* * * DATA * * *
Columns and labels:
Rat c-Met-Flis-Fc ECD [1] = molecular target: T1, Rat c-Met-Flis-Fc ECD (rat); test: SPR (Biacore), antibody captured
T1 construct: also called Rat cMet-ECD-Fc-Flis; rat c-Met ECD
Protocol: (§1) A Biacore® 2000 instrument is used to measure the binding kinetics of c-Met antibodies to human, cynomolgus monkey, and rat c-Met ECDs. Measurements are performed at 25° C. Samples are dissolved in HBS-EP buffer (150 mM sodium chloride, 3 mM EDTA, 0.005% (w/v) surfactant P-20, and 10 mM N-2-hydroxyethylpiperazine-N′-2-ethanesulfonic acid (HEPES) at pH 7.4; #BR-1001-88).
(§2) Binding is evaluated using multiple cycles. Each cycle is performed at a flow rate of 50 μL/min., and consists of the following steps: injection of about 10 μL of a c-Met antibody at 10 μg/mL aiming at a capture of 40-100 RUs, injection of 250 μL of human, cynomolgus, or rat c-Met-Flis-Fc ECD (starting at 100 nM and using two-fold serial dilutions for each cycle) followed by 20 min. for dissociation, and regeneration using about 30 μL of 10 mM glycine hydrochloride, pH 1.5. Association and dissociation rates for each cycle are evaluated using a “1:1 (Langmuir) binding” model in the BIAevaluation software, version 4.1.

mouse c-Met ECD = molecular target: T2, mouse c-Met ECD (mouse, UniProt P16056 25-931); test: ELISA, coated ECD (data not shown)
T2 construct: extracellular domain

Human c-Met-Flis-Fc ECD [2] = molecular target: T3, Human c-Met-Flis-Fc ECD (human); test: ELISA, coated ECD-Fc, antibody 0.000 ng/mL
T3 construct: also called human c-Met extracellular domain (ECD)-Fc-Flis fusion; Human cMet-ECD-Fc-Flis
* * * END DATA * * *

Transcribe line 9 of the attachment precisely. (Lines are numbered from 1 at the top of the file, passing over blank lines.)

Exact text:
T3 construct: also called human c-Met extracellular domain (ECD)-Fc-Flis fusion; Human cMet-ECD-Fc-Flis